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To understand General Relativity fully, we are required to reach beyond the mathematics of Euclidean space and into the world of Differential Geometry.

Differential geometry brings the tools of differential calculus, linear algebra, multilinear algebra, and integral calculus to bear on geometric problems. Something gained from these areas of study is how to deal with curved spaces.

When dealing with curved space, we must define what a flat space (flat here meaning non-curved). A good example of a flat (Euclidean) space is the x-y coordinate axis, which doesn’t contain too many surprises (as long as we keep things two-dimensional).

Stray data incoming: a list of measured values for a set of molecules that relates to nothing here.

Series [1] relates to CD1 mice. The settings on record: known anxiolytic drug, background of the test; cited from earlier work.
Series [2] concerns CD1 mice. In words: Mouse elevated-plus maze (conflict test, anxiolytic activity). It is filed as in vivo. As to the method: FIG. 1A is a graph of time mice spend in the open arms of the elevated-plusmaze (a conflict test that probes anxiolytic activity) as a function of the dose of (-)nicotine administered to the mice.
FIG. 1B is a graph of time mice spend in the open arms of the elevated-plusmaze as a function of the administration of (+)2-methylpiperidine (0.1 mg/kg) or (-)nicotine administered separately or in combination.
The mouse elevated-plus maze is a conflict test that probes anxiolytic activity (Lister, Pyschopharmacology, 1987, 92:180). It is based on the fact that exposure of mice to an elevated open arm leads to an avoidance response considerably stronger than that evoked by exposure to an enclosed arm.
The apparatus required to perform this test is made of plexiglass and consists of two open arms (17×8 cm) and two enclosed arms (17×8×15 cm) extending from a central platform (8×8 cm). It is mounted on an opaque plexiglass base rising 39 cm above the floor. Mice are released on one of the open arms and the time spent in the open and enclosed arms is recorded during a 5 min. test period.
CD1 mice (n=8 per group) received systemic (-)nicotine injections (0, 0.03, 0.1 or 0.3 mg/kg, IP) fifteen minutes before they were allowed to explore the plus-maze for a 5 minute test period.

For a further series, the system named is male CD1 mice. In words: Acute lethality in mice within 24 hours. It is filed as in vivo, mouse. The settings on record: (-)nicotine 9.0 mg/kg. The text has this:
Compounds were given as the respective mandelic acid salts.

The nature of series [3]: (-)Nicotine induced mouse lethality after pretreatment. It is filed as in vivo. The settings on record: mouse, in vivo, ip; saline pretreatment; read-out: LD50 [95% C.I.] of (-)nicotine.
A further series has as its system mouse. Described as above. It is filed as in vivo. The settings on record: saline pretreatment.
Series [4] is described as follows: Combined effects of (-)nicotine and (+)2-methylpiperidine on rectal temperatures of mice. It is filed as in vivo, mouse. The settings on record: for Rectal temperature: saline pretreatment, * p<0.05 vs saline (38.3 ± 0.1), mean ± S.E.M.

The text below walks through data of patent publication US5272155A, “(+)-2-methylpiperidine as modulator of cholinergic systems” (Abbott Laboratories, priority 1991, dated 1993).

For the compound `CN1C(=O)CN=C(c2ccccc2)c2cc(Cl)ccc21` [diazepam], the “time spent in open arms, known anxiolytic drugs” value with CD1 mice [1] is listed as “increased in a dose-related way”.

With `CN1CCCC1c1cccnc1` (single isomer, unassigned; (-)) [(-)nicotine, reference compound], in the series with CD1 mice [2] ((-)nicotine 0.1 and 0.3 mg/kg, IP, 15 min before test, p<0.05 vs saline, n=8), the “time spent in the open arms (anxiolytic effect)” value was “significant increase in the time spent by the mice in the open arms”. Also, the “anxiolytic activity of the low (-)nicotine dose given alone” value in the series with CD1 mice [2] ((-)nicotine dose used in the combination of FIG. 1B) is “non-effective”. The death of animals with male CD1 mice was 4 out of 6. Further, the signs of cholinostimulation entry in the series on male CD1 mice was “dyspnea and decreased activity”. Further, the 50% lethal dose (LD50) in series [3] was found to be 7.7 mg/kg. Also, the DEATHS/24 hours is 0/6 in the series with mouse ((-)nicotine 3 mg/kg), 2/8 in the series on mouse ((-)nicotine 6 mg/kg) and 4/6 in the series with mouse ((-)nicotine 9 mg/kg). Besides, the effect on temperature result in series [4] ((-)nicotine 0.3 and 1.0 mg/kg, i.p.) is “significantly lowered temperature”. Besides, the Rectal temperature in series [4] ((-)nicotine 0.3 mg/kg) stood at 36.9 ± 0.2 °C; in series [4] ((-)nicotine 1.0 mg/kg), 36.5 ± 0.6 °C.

A depiction of Euclidean space. Image courtesy of

But space-time, we will see eventually, can be curved.

A depiction of curved space. Image courtesy of

It is my goal to give an explanation of the mathematics involved in understanding general relativity, but not take you through a semester of differential calculus or linear algebra. Where possible, I will post links to more, in-depth information.


Some Background